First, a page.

It is thus the human male vs. female pre-fertilization energetic costs which represents an intriguing research question. This is especially challenging as the reproductive potential is achieved through strategies that radically diverge between the sexes. In females, oogenesis occurs during fetal development, forming a finite number of stored gametes that are used periodically over a defined reproductive lifetime. A pool of 6-7 million oocytes at around five months of gestational age, declines continuously until menopause(8, 9). In contrast, male germ cells migrate to the genital ridge during embryogenesis and undergo a series of mitotic divisions by puberty. Spermatogenesis is initiated at the onset of puberty, supporting the continuous production of approximately 100-200 million spermatocytes every day(10), and men can produce and emit sperm throughout their lifespan(11).

Analysis of vertebrate models suggested that the striking surplus of male gametes translates to excess energy investment by males(12). On the other hand, human data suggest that gametogenesis does not represent a significant reproductive energy requirement(1). This is supported by studies demonstrating that sperm counts, motility, and viability are not associated with moderate energy limiting conditions(13-15).

In this paper, we aim to compare the order of magnitude of energy directly invested in gamete pool generation, maintenance, and renewal between human males and females. We address gender-specific gamete pool mass over time, accounting for conservation and renewal by comparable energetic currency. Our model studies the area under the curve (AUC) of the gamete pool mass over a lifetime as a proxy for energetic requirements. A nuanced quantitative approach based on the existing body of literature is employed to answer our research question – *who spends the most on their respective gamete pool: men or women?* Through eliciting the components of our calculation, we aim to divulge underrecognized insights and highlight existing knowledge gaps. We find whether the gender-specific cost of reproductive potential is unbalanced in a manner that is in keeping, or at odds, with the toll of pregnancies. Our findings could contribute to the modeling of fertility-associated energetic trade-offs in men vs. women. Finally, establishing an order of magnitude ratio between the energy cost of the male vs. female gamete pool may help to elicit differences between the sexes in the susceptibility of their reproductive potential to energy limitations, and to serve further research efforts.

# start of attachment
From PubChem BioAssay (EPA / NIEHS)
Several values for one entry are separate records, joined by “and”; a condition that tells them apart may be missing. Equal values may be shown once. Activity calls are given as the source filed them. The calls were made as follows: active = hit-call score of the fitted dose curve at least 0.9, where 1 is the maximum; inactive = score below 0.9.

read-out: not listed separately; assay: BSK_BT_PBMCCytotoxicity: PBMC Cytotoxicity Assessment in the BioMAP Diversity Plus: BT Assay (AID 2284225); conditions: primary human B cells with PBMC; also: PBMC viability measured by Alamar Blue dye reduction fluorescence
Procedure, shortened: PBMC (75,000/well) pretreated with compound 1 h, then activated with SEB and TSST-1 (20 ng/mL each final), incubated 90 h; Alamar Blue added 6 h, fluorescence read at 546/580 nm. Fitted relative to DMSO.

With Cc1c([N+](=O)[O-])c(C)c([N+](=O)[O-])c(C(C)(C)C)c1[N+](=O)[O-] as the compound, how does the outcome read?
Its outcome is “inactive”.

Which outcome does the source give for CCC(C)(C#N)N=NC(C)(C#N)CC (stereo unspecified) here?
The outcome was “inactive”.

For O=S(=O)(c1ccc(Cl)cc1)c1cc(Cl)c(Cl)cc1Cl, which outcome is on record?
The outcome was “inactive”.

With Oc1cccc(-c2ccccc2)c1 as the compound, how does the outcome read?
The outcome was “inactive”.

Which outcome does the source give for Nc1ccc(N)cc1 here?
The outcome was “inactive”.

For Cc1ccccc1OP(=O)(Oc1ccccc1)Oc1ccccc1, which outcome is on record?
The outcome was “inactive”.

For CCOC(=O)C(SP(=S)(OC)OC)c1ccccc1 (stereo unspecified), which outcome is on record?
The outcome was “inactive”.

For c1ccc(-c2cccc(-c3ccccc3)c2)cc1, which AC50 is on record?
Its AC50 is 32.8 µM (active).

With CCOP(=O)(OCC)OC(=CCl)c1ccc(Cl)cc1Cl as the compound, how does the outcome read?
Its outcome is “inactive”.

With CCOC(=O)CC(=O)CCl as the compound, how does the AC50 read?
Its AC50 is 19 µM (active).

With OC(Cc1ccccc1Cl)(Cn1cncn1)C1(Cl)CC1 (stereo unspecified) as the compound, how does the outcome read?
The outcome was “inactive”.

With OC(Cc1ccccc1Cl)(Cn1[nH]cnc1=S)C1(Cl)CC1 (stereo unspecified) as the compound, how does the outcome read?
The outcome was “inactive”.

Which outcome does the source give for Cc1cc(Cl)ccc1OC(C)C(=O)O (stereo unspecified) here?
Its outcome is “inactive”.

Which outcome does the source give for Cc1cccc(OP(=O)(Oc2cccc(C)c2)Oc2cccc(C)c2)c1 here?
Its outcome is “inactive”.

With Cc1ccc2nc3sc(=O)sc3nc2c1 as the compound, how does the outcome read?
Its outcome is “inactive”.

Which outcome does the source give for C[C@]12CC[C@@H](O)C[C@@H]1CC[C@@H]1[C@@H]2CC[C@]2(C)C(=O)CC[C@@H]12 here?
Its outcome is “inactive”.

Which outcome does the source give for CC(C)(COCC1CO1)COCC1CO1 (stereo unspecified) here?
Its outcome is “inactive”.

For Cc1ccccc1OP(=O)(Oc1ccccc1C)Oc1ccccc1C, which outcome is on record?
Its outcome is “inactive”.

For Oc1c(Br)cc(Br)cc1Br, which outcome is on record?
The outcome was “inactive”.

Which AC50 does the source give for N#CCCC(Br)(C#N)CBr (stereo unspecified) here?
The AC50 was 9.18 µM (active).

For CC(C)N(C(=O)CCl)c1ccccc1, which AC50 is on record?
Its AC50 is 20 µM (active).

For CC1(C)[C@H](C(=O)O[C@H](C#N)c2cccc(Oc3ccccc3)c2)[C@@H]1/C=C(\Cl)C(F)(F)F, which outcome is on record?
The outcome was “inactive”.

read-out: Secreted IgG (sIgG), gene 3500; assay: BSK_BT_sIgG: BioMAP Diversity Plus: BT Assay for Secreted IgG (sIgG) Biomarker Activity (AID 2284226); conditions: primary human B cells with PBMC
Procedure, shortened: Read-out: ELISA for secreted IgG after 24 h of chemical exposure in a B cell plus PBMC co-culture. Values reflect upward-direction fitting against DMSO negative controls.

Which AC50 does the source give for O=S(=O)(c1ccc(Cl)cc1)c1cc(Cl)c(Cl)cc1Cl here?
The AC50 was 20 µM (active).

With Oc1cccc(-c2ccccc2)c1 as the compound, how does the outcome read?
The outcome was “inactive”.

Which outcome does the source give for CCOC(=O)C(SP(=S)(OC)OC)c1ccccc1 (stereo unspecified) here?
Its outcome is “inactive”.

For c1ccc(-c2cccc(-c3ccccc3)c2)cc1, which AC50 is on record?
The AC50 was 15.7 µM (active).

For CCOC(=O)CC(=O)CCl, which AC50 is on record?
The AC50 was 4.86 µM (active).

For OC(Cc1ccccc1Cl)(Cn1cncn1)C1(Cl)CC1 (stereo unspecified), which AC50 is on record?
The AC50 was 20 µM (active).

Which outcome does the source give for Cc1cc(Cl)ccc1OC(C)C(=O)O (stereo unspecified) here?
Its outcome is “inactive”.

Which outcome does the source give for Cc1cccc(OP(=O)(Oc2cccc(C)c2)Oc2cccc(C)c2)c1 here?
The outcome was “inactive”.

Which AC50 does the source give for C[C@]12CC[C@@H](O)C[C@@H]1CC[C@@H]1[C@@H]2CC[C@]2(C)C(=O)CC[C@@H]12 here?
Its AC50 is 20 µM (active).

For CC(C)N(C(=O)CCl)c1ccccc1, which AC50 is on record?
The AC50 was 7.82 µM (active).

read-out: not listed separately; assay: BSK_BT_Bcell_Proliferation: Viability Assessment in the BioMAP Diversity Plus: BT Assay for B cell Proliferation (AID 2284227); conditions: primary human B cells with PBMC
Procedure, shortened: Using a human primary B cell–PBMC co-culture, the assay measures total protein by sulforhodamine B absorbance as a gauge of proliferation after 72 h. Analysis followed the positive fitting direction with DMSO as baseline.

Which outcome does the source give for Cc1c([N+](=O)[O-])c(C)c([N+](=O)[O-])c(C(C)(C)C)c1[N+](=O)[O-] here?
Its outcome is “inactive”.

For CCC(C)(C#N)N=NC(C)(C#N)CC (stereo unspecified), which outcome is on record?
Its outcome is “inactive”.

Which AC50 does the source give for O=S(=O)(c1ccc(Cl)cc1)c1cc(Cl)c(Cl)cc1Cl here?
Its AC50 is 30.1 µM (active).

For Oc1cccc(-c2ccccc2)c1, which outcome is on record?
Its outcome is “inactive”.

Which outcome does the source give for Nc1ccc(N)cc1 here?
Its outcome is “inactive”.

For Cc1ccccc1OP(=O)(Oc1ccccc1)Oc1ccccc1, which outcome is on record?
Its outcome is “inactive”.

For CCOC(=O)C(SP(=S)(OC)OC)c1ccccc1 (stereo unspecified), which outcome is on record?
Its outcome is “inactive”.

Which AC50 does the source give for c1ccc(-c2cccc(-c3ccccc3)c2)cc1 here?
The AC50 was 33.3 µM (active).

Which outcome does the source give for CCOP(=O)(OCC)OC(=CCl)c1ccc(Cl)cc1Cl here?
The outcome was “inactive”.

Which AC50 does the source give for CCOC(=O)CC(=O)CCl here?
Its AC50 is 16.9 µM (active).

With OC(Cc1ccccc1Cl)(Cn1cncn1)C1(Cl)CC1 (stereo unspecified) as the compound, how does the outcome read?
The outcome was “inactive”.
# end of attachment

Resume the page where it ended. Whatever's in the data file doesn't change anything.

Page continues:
## Methods

We refer to a unit mass supported over unit time (g*day) as an energetic currency equivalent. This simplification allowed us to compare a gradually depleting pool of relatively large oocytes to a constantly replenishing pool of much smaller spermatocytes, and account for the change in mass that occurs in both populations during maturation. We, therefore, aimed to compare the integral over time (or area under the curve) of gamete biomass between sexes from birth.